Report: IDF's Youth Court Doing Little to Improve Treatment of Offenders

B'Tselem report finds that of 853 Palestinian minors charged with stone-throwing in 2005-2010, just one was acquitted by a military court.

A report that slams the Israel Defense Forces' new juvenile court is due out later this month, hard on the heels of B'Tselem's highly critical report on how the military justice system handles juvenile offenders.

B'Tselem's report, published yesterday, found that of 853 Palestinian minors charged with stone-throwing in 2005-2010, just one was acquitted by a military court.

Palestinian boy holds slingshot - AP - July 2011

The military juvenile court was set up in late 2009 in an effort to ameliorate the treatment of juvenile Palestinian suspects. But the new report, by an organization called No Legal Frontiers, says it has done little to improve matters.

The organization examined 17 cases in which minors were charged with throwing stones or Molotov cocktails between April 2010 and March 2011. But just as in the cases B'Tselem examined - most of which were heard by regular military courts rather than the juvenile one - almost all the suspects in these cases agreed to plea bargains in which they confessed and were sentenced to jail.

The fact that 94 percent of these minors were remanded until the end of their trials explains why 98 percent agreed to a plea bargain: The sentences imposed under such deals are usually shorter than the time the teen would otherwise spend in jail awaiting trial.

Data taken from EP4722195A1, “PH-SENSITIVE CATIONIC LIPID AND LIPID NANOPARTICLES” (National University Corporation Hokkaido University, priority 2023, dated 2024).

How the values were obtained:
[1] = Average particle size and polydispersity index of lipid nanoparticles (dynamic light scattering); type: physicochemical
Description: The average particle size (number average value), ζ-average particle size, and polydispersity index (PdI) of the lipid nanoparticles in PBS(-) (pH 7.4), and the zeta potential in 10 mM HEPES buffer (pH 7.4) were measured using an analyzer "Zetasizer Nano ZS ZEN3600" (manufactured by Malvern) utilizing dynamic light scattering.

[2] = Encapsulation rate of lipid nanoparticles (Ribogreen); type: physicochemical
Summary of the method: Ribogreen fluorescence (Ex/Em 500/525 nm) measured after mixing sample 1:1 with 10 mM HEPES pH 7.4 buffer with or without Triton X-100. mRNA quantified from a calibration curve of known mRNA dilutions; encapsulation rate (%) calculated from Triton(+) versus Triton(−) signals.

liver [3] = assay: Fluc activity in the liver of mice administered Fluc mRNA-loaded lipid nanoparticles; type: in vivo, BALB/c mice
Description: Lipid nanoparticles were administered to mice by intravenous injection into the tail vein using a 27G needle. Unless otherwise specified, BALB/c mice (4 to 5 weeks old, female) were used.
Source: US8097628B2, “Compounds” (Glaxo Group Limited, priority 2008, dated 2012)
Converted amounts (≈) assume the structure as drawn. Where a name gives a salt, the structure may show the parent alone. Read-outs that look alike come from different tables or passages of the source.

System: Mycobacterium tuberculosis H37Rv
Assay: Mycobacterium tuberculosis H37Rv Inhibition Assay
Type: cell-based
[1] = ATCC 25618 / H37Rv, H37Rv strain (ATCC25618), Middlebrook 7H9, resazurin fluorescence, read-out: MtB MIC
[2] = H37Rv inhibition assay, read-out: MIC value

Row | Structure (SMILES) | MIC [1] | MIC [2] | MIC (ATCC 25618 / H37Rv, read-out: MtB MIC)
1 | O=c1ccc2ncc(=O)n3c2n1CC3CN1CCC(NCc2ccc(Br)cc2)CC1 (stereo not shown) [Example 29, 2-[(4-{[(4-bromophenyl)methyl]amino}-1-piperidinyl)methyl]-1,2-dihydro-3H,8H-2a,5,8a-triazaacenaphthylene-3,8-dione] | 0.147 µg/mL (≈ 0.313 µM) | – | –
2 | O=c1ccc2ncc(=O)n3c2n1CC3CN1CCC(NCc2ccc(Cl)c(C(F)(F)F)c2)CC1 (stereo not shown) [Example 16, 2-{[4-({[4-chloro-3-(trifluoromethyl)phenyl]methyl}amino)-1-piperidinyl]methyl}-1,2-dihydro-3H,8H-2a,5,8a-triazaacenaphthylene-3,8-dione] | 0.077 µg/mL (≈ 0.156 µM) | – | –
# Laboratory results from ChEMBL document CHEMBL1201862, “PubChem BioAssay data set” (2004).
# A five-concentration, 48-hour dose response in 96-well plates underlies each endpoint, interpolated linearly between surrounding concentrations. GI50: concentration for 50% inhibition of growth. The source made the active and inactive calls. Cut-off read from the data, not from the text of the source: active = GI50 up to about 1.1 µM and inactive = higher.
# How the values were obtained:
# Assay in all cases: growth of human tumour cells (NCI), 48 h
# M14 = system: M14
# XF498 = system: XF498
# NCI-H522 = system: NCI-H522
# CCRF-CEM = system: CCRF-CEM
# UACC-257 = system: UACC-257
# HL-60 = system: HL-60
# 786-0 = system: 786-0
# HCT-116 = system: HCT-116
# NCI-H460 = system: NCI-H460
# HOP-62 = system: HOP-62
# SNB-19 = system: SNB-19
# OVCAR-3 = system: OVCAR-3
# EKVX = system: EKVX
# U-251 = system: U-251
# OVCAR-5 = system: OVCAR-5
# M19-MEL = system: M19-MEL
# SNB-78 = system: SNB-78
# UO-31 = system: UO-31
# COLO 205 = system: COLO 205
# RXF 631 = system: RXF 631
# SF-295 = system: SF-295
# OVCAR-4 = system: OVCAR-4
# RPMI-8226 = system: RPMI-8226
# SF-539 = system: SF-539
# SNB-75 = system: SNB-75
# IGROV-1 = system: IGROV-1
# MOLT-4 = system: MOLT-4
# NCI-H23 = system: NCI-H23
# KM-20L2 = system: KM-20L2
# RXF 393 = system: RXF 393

Moreover, the report found, the juvenile court did not intervene in a single one of these plea bargains, but went ahead and issued jail sentences - even though most of the teens were arrested at night, were not accompanied to jail by their parents or any other adult, and were not allowed to meet with a lawyer before they were charged.

The report also found that remand hearings for these minors were usually held in regular military courts rather than the juvenile court.

While Israeli civil law includes extensive protections for juvenile suspects, military law does not accord juveniles any special treatment. Thus, for instance, juvenile suspects in civil courts are always evaluated by a welfare professional, but only 4 percent of juvenile suspects in the military youth court received such evaluations, the report said. The IDF Spokesman's Office said it could not comment on the report because it hadn't yet received a copy.

"We regret that No Legal Frontiers went to the media before going to the IDF to obtain a professional, researched response to the matter," the Spokesman's Office added. "We stress that the IDF will respond to and investigate any allegation made to it after conducting a thorough, in-depth examination."